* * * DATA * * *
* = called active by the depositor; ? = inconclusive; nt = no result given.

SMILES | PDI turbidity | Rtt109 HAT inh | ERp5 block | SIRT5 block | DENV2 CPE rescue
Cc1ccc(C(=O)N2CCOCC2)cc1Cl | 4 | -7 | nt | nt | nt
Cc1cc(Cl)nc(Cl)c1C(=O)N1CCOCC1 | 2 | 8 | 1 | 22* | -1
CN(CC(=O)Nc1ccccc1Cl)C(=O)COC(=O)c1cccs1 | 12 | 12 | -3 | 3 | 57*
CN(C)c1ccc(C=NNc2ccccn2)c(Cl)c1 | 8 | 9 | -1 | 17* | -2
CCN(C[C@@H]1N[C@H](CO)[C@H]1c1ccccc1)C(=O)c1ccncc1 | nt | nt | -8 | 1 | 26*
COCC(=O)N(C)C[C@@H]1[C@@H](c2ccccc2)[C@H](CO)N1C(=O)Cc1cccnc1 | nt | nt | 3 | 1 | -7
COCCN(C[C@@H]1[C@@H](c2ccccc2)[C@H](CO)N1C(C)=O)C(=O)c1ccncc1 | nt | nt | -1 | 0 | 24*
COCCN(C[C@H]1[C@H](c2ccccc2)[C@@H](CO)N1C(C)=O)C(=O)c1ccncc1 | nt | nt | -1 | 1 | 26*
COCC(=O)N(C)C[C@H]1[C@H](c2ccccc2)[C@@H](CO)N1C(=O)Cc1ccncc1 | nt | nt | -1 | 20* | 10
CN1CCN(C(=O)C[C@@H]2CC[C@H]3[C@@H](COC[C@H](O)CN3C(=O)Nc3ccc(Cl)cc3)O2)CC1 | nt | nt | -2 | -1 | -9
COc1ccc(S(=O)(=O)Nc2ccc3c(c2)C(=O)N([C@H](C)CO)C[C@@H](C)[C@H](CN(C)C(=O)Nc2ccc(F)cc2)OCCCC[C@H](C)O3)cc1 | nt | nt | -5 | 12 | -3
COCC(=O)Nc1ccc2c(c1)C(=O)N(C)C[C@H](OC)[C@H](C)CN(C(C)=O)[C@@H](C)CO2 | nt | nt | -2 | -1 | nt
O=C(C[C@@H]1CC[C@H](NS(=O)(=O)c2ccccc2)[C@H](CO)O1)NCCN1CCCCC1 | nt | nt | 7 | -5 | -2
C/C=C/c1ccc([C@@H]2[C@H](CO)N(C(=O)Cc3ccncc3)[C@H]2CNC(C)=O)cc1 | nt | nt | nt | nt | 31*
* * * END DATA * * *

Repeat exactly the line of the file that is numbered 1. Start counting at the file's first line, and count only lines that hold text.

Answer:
* = called active by the depositor; ? = inconclusive; nt = no result given.